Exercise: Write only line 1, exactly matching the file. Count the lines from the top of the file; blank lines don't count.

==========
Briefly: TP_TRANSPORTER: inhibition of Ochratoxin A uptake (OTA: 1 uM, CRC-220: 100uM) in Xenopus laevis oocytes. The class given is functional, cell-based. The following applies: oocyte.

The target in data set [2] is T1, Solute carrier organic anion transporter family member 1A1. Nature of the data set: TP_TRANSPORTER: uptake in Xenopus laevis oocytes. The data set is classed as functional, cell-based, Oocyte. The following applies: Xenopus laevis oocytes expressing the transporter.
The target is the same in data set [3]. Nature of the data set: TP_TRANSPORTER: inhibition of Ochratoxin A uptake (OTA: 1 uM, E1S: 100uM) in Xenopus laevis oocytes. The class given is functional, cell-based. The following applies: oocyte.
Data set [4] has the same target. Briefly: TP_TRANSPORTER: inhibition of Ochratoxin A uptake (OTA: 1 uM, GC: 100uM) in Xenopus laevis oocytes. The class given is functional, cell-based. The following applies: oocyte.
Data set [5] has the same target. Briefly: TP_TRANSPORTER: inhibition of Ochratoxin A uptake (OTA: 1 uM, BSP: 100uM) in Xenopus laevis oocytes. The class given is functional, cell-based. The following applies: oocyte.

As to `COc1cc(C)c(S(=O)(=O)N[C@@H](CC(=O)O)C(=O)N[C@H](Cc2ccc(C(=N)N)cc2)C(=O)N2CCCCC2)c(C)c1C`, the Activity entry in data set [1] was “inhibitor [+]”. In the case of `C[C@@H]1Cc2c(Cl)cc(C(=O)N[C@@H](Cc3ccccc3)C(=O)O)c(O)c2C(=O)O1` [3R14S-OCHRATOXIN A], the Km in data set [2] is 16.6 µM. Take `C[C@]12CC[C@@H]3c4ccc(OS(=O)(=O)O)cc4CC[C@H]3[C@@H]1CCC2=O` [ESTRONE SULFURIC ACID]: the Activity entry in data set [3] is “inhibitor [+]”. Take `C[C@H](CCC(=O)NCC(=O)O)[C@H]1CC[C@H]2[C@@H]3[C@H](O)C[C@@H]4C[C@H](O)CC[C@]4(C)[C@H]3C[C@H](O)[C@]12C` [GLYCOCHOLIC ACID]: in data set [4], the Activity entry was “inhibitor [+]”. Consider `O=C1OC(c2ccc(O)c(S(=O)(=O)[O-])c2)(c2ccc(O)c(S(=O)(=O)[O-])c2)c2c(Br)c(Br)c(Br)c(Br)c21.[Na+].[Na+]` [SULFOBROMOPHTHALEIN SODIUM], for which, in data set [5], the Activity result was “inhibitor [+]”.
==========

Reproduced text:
Briefly: TP_TRANSPORTER: inhibition of Ochratoxin A uptake (OTA: 1 uM, CRC-220: 100uM) in Xenopus laevis oocytes. The class given is functional, cell-based. The following applies: oocyte.